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From the Asheville Citizen-Times (11/22/03)


By Mark Barrett, Staff Writer

ASHEVILLE - City Council is not scheduled to vote until next spring whether to allow the Grove Park Inn to proceed with plans to put a 10-story building on the edge of Pack Square and City-County Plaza.

But comments by inn President and CEO Craig Madison at a forum on the project Thursday suggest it is possible that economic factors will doom the project before council even has a chance to decide.

Madison, on Friday declined through an inn official to elaborate on the comments he made Thursday.

Madison told an overflow crowd at the forum that the inn may find that building the structure on a third of an acre at the corner of College and Market streets would not be a good investment. The inn is looking at other downtown property as a result, he said.

He called the cost of building an underground parking area for the $25 million building, planned to contain luxury residential condominiums and retail and restaurant space on the first floor, "extraordinary."

"At this point, it's not looking so good" that the building will turn out to be a good investment for the inn, Madison said at the event held by the League of Women Voters of Asheville and Buncombe County.

The comments were "a little bit of a surprise," Julie Brandt, a member of a group opposing construction of the building, said Friday. "It was good news."

City Council in September approved giving the inn an option on the property that allows either side to withdraw later. The inn would pay the city $10,000 if it abandons the project and the city would pay the inn up to $15,000 if council calls a halt.

It appears council will make that decision in roughly four or five months if the inn stays the course.

That's when architects for the inn expect to be ready to present a proposed design for the building to the city for approval, said Jay Winer, the inn's executive promotions director.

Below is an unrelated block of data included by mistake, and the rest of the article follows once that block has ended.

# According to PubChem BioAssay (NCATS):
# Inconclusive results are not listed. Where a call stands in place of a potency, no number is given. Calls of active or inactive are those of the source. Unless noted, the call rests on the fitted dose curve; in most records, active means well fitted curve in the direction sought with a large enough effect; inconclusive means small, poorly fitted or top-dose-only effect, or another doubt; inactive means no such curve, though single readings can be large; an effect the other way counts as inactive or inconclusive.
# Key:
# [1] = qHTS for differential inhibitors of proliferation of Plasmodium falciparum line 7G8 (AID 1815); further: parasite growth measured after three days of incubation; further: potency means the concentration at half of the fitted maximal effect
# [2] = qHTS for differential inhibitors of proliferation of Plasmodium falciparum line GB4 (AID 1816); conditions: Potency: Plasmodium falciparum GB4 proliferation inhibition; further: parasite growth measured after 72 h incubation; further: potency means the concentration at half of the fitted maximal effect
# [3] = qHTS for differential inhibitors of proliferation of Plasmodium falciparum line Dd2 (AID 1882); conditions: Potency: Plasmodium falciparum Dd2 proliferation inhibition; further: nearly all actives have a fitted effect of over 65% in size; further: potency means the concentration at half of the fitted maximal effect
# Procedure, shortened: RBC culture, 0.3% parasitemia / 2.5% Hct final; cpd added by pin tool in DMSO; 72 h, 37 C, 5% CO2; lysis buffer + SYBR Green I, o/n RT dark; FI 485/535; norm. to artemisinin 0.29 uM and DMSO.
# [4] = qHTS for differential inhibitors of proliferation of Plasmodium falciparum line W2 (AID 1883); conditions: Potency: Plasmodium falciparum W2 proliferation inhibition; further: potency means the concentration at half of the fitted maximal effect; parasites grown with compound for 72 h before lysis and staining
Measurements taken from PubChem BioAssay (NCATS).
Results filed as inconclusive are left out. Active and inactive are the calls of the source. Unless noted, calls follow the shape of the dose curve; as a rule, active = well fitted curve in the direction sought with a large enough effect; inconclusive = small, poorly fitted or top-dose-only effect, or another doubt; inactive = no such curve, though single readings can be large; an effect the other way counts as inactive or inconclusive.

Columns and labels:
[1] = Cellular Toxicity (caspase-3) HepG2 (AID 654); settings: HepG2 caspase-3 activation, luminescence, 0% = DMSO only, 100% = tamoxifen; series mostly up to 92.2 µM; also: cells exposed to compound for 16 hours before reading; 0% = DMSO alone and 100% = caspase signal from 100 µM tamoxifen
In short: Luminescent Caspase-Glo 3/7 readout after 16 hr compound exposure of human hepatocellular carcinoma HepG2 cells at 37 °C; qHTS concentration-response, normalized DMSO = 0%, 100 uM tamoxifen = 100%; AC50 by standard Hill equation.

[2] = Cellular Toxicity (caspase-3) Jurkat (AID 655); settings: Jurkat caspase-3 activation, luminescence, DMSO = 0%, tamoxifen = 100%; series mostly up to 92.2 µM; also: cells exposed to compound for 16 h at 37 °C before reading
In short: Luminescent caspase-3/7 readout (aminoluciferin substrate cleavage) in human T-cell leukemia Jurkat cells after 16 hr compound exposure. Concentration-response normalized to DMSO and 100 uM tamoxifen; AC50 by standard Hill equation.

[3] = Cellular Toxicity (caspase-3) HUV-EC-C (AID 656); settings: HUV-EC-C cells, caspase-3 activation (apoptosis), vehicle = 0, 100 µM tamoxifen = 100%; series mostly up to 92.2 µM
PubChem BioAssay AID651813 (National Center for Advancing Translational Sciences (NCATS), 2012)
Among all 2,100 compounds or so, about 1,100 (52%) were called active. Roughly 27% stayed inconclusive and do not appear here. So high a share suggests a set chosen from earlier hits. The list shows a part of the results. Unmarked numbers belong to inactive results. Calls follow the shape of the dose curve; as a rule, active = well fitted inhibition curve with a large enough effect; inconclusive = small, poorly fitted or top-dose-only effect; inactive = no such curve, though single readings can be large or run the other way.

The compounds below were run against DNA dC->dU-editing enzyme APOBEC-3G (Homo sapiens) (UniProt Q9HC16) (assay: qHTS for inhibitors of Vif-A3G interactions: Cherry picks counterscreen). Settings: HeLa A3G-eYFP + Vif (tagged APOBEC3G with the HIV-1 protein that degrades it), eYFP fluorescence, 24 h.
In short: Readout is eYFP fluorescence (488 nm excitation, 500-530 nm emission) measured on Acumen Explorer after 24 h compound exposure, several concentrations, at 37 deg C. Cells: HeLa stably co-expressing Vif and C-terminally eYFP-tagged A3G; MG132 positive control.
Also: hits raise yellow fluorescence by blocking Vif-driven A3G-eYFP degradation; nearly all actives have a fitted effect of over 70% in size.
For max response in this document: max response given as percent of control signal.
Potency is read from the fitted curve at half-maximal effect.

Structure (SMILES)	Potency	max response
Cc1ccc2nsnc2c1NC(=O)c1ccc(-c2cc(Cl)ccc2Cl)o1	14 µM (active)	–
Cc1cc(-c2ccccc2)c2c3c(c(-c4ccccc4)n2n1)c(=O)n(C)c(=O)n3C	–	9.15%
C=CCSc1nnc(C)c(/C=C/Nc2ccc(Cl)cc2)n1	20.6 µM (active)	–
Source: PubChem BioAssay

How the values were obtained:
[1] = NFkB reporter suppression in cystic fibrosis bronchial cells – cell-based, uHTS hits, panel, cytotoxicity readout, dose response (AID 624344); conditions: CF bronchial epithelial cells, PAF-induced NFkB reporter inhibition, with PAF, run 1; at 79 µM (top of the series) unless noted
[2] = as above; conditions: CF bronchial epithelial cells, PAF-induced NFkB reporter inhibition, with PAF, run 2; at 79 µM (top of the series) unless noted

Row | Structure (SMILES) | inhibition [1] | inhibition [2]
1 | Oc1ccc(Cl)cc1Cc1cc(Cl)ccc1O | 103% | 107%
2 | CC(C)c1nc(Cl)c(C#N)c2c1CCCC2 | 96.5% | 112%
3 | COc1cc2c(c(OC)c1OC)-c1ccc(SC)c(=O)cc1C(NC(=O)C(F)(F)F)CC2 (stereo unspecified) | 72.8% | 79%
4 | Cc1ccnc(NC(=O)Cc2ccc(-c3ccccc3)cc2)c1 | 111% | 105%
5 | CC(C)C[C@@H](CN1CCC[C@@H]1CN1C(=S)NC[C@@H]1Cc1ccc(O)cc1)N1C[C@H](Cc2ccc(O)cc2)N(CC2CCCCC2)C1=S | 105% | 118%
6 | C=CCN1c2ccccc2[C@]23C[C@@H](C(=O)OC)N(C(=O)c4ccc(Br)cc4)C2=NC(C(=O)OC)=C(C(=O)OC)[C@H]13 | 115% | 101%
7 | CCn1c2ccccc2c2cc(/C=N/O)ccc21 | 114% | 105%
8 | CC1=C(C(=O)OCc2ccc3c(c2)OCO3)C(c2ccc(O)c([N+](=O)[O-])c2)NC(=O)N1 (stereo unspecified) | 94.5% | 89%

Architects visited three or four weeks ago, he said.

"They've gone around town. They've talked to people on the street. They've tried to get a feel for what Asheville wants," Winer said.

The location of the building was a key factor in the minds of many people attending Thursday's forum.

"I'm not against the project, but I'm not sure it should go where it's proposed," local resident Elwood Miles said before the forum.

"I can safely say that if the Grove Park (Inn) had proposed this building two blocks in any other direction there wouldn't be a tenth of the opposition," speaker Barry Summers of opposition group People Advocating Real Conservancy said during the forum.

A plan to reconfigure City-Council Plaza and Pack Square put together for the nonprofit Pack Square Conservancy is on its own timetable. The plan calls for an amphitheater in front of city hall and the county courthouse, conversion of some parking and street space to green space and increased landscaping and other amenities in the area.

A drive to raise the $6.5 million needed for that project begins next spring, said conservancy President Carol King. Construction should start in 2005 and end in 2006 with a grand opening in 2007, she said.

Contact Barrett at 232-5833 or [email protected]


*hauntedheadnc sez, "Poop."*

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Interesting..I will be up in Asheville this weekend, my sister-in-law is on one of the City of Asheville commisions, so I will see if she has any inside information.